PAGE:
The law of the wall is one of the fundamental equations at the boundary of atmospheric sciences and aeolian geomorphology. In this paper, we quantify the relationship between the key parameter of the law of the wall, i.e., the roughness length, and measures of microtopography. We propose a method for predicting the roughness length that works for landscapes with microtopography over a wide range of spatial scales. The method is tested against approximately 60 000 measurements of roughness length.
Xavier Zapata-Rios, Paul D. Brooks, Peter A. Troch, Jennifer McIntosh, and Craig Rasmussen
Hydrol. Earth Syst. Sci., 20, 1103–1115,Short summary
In this study, we quantify how climate variability in the last 3 decades (1984–2012) has affected water availability and the temporal trends in effective energy and mass transfer (EEMT). This study takes place in the Jemez River basin in northern New Mexico. Results from this study indicated a decreasing trend in water availability, a reduction in forest productivity (4 g C m−2 per 10 mm of reduction in precipitation), and decreasing EEMT (1.2–1.3 MJ m2 decade−1).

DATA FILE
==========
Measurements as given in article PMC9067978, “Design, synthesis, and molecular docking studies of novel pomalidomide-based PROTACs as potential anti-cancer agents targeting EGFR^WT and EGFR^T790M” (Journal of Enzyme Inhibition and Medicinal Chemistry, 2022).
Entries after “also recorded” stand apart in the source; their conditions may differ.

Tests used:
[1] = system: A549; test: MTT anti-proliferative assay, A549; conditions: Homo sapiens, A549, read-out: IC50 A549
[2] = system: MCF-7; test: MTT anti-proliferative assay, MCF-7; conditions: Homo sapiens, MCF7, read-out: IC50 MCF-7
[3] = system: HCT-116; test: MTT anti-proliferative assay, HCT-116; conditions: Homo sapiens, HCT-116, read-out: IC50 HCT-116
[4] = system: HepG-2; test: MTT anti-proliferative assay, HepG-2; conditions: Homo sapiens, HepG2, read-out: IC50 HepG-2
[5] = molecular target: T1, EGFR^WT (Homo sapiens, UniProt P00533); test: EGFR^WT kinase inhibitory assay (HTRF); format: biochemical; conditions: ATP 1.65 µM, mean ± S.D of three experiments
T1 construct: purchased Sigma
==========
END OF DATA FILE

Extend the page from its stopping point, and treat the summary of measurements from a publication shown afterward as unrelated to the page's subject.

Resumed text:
C. Rasmussen, R. E. Gallery, and J. S. Fehmi
SOIL, 1, 631–639,Short summary
There is a need to understand the response of soil systems to predicted climate warming for modeling soil processes. Current experimental methods for soil warming include expensive and difficult to implement active and passive techniques. Here we test a simple, inexpensive in situ passive soil heating approach, based on easy to construct infrared mirrors that do not require automation or enclosures. Results indicated that the infrared mirrors yielded significant heating and drying of soils.
O. Crouvi, V. O. Polyakov, J. D. Pelletier, and C. Rasmussen
Earth Surf. Dynam., 3, 251–264,
M. Holleran, M. Levi, and C. Rasmussen
SOIL, 1, 47–64,
A. I. Gevaert, A. J. Teuling, R. Uijlenhoet, S. B. DeLong, T. E. Huxman, L. A. Pangle, D. D. Breshears, J. Chorover, J. D. Pelletier, S. R. Saleska, X. Zeng, and P. A. Troch